It is lonely at the top, as the old saying says. For women, however, it is also depressing. Recent studies show the difference in pay is not the only gender gap for women in executive roles, women with leadership positions are far more likely to be depressed than male counterparts.
Women are finally in more authoritative positions at work, but new research shows their leadership roles are a double-edged sword. The ability to call the shots, hire staff and fire them, make significant strategic decisions and the luck may pay more, but one unwanted “perq” is depression. New research shows that having more authority tends to increase the likelihood of depression for women, whereas it decreases it for men.
There has been a dearth of empirical information and research done on the affects of authoritative roles on women, according to Tetyana Pudrovska. a sociologist from the University of Texas, Austin, who co-authored the new study on the psychological impact powerful positions have on women, along with Amelia Karraker, an assistant professor at Iowa State University in the Department of Human Development and Family Studies. Published in the Journal of Health and Social Behavior in December, the research shows the importance of focusing “on women’s experiences, not just income, but psychological well-being,” noted Pudrovska, “because it’s important to get women into leadership and it’s important to make sure they stay there.”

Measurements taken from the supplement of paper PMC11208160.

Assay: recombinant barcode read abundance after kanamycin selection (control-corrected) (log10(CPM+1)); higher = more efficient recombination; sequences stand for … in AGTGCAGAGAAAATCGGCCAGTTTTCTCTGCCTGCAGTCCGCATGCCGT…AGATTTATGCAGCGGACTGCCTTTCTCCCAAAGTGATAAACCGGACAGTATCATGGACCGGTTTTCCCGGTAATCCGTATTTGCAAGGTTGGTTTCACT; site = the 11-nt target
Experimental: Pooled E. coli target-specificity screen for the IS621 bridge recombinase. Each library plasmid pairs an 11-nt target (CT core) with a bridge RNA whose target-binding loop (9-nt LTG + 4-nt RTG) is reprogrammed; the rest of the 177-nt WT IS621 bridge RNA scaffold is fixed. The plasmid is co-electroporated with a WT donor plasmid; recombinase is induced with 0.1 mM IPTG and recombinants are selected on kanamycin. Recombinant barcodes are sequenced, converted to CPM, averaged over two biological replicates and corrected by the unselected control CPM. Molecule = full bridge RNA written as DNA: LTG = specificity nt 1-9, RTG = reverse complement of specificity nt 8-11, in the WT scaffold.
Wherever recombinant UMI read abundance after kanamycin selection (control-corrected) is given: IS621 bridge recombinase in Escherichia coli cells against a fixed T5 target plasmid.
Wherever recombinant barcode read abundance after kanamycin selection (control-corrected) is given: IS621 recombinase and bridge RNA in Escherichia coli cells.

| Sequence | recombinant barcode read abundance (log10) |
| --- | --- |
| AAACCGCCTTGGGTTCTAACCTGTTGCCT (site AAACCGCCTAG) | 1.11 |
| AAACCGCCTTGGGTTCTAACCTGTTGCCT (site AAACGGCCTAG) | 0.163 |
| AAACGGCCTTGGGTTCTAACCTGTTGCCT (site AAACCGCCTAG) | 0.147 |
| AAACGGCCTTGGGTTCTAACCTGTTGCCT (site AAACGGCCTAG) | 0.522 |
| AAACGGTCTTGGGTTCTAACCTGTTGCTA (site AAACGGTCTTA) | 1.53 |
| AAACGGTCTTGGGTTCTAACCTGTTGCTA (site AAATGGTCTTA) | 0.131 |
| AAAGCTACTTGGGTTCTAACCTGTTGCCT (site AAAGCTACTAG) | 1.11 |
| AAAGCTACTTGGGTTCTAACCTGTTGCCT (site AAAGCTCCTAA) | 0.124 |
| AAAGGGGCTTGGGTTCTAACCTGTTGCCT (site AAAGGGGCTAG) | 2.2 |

The research study involved over 1,300 men and more than 1,500 women in Wisconsin. The subjects, who were all white, were surveyed when they were middle aged in 1993 and in 2004 after turning 65. The participants were asked questions linked to 16 different depressive symptoms. These included whether or not they felt their life was a failure and frequency of days when feeling sad.
Women suffer from depression in general more than men do. Both sexes are affected by genetic tendencies and stress, but throw in hormonal shifts from childbirth and menopause as a contributing factor that leads to more depression diagnoses in women. In the workplace, women in roles that have not been generally held by women in the past have the added stress of trying to prove themselves and quieting naysayers.
In the research study, the higher rate depression found in women was controlled for, as was differences in socioeconomic backgrounds. It was no surprise that the men who participated in the study were more likely to have positions of authority. They also tended to work longer hours, have more control over their workday and receive less supervision. Otherwise, the hours spent on similar tasks were the same for both genders, as was sanctification of their positions.
The research study joins the public discourse about female leadership in the workplace, particularly in the boardrooms and top levels of management. Women in such positions have long been viewed as either lacking the confidence and assertiveness as their male counterparts or, if they do display those behaviors, judged negatively and labeled as unfeminine or bitchy. “This contributes to chronic stress,” according to Pudrovska. The interpersonal tension, negative stereotypes, social isolation (loneliness at the top), resistance 360 degrees around them as well as the leadership roles in general are likely reasons they make women more depressed than men, but more research is clearly needed.
By Dyanne Weiss